If you have suggestions on more to add or commentary on existing documents, please contact us.
Outdoor Recreation Reports – a 20th Century Chronology (with more to be added soon)
1905 – National Forest Service Organic Act passed by Congress and signed by President Theodore Roosevelt
1915 – New Jersey becomes first state to pass enabling legislation authorizing local governments to establish publicly-supported recreation programs.
1916 – National Park Service Organic Act passed by Congress and signed by President Woodrow Wilson
1924 – National Conference on Outdoor Recreation meets in Washington, D.C.
1925 – National Recreation Association created
1926 – Congress Passes the Recreation and Public Purposes Act
1928 – American Forestry Association and the National Parks Association publish report “Recreation Resources of Federal Lands”
1936 – Legislation authorizing the Blue Ridge Parkway passes Congress and is signed by President Franklin Roosevelt
1934 – National Park Service Report on “Recreational Use of Land in the United States”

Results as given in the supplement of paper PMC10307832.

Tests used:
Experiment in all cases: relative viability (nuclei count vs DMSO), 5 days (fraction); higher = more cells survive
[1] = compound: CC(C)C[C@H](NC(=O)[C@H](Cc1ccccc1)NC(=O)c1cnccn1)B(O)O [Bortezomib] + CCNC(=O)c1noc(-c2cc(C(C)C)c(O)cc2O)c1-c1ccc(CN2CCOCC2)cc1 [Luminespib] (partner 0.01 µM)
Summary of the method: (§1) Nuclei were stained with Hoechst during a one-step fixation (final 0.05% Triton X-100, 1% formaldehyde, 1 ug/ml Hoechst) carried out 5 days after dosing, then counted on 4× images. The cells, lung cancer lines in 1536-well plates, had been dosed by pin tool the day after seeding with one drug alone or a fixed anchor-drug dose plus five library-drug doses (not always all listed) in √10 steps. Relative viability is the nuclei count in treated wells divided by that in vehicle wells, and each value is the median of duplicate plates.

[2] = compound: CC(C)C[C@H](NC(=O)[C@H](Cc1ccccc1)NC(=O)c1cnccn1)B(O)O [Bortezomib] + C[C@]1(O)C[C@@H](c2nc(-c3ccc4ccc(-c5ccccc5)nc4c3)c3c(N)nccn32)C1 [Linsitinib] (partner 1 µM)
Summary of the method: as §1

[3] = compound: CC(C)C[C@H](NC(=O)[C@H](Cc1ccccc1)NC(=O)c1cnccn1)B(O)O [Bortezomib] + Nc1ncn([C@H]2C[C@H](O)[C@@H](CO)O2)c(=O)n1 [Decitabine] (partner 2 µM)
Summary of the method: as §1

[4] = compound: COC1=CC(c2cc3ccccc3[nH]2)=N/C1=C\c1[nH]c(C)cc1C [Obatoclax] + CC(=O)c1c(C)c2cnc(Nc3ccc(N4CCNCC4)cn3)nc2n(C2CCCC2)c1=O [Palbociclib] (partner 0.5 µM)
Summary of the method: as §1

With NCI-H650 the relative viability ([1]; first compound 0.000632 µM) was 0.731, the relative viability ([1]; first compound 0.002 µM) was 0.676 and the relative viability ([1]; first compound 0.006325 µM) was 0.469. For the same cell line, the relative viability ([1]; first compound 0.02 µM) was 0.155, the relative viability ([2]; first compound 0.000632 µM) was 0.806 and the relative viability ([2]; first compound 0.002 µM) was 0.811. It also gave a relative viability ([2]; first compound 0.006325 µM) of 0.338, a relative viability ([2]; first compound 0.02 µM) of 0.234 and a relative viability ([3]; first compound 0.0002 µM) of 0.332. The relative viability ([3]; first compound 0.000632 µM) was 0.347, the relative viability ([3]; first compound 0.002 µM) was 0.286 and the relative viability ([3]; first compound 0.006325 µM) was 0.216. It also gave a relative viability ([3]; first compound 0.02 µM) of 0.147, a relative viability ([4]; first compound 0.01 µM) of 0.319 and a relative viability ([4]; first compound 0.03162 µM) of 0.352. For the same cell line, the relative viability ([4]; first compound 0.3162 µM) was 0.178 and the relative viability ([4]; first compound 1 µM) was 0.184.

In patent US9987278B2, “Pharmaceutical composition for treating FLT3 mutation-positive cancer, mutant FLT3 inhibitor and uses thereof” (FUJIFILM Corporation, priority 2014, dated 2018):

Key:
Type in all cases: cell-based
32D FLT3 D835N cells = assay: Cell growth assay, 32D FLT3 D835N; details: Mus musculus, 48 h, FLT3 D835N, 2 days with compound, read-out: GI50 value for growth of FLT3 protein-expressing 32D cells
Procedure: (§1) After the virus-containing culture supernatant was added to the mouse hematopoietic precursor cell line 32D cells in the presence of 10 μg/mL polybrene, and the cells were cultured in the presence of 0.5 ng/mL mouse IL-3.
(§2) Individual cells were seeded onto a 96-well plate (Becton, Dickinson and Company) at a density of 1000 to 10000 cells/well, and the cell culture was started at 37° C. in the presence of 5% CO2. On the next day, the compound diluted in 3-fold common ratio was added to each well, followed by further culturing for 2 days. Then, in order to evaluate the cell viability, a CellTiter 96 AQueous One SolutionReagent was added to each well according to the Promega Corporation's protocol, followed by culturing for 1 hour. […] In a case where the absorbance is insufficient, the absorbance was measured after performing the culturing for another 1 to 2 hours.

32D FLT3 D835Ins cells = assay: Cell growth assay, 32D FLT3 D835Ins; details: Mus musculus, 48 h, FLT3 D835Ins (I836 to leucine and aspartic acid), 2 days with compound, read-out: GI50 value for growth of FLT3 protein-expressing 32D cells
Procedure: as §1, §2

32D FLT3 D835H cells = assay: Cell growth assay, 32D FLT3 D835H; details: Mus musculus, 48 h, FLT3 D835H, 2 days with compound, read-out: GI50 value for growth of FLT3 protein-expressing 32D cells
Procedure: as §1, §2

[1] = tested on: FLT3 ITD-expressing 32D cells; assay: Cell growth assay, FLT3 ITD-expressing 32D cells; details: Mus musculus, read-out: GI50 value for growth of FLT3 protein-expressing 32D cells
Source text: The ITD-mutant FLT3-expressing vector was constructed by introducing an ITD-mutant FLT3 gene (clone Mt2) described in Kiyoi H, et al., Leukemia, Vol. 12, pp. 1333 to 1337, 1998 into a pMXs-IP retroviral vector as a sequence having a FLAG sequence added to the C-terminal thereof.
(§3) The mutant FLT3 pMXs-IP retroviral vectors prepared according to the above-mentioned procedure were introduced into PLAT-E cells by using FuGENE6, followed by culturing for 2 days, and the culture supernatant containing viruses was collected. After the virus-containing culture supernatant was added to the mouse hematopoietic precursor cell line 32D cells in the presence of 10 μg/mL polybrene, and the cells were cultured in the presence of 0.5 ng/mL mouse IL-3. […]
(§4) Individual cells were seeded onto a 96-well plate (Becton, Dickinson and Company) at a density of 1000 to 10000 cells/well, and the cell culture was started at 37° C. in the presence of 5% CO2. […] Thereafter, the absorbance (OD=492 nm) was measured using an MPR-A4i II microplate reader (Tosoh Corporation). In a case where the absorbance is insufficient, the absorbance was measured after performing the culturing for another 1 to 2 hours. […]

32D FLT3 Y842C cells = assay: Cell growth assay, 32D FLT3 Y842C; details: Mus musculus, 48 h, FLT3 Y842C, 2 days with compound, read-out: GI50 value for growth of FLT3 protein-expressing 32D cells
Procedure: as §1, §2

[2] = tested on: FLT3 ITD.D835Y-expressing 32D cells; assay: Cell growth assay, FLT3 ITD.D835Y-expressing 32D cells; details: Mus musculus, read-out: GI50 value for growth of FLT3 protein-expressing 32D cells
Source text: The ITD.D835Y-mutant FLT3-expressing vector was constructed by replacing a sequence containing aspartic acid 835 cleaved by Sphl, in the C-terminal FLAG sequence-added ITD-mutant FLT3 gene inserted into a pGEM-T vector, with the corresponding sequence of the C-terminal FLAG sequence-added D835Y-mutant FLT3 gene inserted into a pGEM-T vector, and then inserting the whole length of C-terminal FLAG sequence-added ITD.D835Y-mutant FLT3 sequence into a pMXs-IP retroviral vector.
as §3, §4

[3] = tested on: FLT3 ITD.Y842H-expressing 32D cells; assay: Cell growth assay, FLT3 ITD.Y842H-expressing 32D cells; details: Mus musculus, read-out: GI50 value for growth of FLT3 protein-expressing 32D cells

1935 – The Works Progress Administration (WPA), the Roosevelt Administration’s most ambitious Depression-era employment program, established. Recreation-oriented projects, including the construction of hundreds of parks, playgrounds, stadiums, swimming pools, trails and more proved to be among the initiative’s most lasting legacies.
1936 – Lake Mead National Recreation Area Designated
1941 – National Park Service report “A Study of the Park and Recreation Problem of the United States” released
1946 – Federal Inter-agency Committee on Recreation established
1954 – Passage of Federal Housing Act with provisions for technical assistance and funds to support urban planning, land acquisition, park development and urban open spaces.
1958 – Outdoor Recreation Review Act passes Congress
1961 – Designation of Cape Cod National Seashore, first shoreline to join NPS system since Cape Hatteras in 1937
1961 – Federal Housing Act of 1961 includes $50 million for urban open space acquisition.
1962 – Following 4 years of research, Outdoor Recreation Resources Review Commission (ORRRC) issues influential report Outdoor Recreation for America
1962– Bureau of Outdoor Recreation Established
1964 – Land and Water Conservation Fund (LWCF) established; read more about the connections between LWCF and the ORRRC.
1972 – Golden Gate National Recreation Area in San Francisco and Gateway National Recreation Area in New York City and nearby New Jersey designated, inaugurating a new era in urban park development
1976 – Federal Land Management and Policy Act passed, to read the bill (as amended) click here
1978 – National Urban Recreation Study Released
1984 – Pennsylvania Heritage Parks: A Concept with Applications Report Released